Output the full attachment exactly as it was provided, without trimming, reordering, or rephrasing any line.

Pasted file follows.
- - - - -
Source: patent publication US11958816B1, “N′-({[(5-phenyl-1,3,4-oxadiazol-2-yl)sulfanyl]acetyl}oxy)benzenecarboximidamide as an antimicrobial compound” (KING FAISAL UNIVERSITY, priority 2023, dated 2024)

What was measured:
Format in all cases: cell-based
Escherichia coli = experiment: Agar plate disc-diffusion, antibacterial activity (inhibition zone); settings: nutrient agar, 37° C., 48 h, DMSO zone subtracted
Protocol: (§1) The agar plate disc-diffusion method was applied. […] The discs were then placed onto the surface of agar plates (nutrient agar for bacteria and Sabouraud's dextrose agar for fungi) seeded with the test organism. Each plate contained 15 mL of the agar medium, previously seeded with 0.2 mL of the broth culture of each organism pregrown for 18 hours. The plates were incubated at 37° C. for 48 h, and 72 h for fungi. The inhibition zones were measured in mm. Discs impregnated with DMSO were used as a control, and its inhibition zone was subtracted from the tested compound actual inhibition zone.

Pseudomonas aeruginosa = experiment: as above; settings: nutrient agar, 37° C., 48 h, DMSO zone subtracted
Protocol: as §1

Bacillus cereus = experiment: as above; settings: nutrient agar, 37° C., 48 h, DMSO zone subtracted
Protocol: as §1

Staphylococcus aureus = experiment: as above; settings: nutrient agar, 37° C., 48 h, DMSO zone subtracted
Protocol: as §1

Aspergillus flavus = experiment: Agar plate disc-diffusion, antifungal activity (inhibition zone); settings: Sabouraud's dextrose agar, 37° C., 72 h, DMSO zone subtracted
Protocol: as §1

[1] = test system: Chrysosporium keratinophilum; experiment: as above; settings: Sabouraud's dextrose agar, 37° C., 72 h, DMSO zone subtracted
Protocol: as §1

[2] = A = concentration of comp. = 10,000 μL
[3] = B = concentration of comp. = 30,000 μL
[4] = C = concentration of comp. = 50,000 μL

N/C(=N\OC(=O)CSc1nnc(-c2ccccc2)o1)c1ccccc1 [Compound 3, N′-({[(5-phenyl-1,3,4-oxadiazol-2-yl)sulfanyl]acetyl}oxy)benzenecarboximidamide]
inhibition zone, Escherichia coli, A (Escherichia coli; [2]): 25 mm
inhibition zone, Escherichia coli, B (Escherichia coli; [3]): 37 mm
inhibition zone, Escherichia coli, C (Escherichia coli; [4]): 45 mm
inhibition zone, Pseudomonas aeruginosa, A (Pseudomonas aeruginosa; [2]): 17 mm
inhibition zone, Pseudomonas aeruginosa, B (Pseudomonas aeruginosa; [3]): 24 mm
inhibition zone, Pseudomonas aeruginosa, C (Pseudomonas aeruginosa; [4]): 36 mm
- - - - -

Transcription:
Source: patent publication US11958816B1, “N′-({[(5-phenyl-1,3,4-oxadiazol-2-yl)sulfanyl]acetyl}oxy)benzenecarboximidamide as an antimicrobial compound” (KING FAISAL UNIVERSITY, priority 2023, dated 2024)

What was measured:
Format in all cases: cell-based
Escherichia coli = experiment: Agar plate disc-diffusion, antibacterial activity (inhibition zone); settings: nutrient agar, 37° C., 48 h, DMSO zone subtracted
Protocol: (§1) The agar plate disc-diffusion method was applied. […] The discs were then placed onto the surface of agar plates (nutrient agar for bacteria and Sabouraud's dextrose agar for fungi) seeded with the test organism. Each plate contained 15 mL of the agar medium, previously seeded with 0.2 mL of the broth culture of each organism pregrown for 18 hours. The plates were incubated at 37° C. for 48 h, and 72 h for fungi. The inhibition zones were measured in mm. Discs impregnated with DMSO were used as a control, and its inhibition zone was subtracted from the tested compound actual inhibition zone.

Pseudomonas aeruginosa = experiment: as above; settings: nutrient agar, 37° C., 48 h, DMSO zone subtracted
Protocol: as §1

Bacillus cereus = experiment: as above; settings: nutrient agar, 37° C., 48 h, DMSO zone subtracted
Protocol: as §1

Staphylococcus aureus = experiment: as above; settings: nutrient agar, 37° C., 48 h, DMSO zone subtracted
Protocol: as §1

Aspergillus flavus = experiment: Agar plate disc-diffusion, antifungal activity (inhibition zone); settings: Sabouraud's dextrose agar, 37° C., 72 h, DMSO zone subtracted
Protocol: as §1

[1] = test system: Chrysosporium keratinophilum; experiment: as above; settings: Sabouraud's dextrose agar, 37° C., 72 h, DMSO zone subtracted
Protocol: as §1

[2] = A = concentration of comp. = 10,000 μL
[3] = B = concentration of comp. = 30,000 μL
[4] = C = concentration of comp. = 50,000 μL

N/C(=N\OC(=O)CSc1nnc(-c2ccccc2)o1)c1ccccc1 [Compound 3, N′-({[(5-phenyl-1,3,4-oxadiazol-2-yl)sulfanyl]acetyl}oxy)benzenecarboximidamide]
inhibition zone, Escherichia coli, A (Escherichia coli; [2]): 25 mm
inhibition zone, Escherichia coli, B (Escherichia coli; [3]): 37 mm
inhibition zone, Escherichia coli, C (Escherichia coli; [4]): 45 mm
inhibition zone, Pseudomonas aeruginosa, A (Pseudomonas aeruginosa; [2]): 17 mm
inhibition zone, Pseudomonas aeruginosa, B (Pseudomonas aeruginosa; [3]): 24 mm
inhibition zone, Pseudomonas aeruginosa, C (Pseudomonas aeruginosa; [4]): 36 mm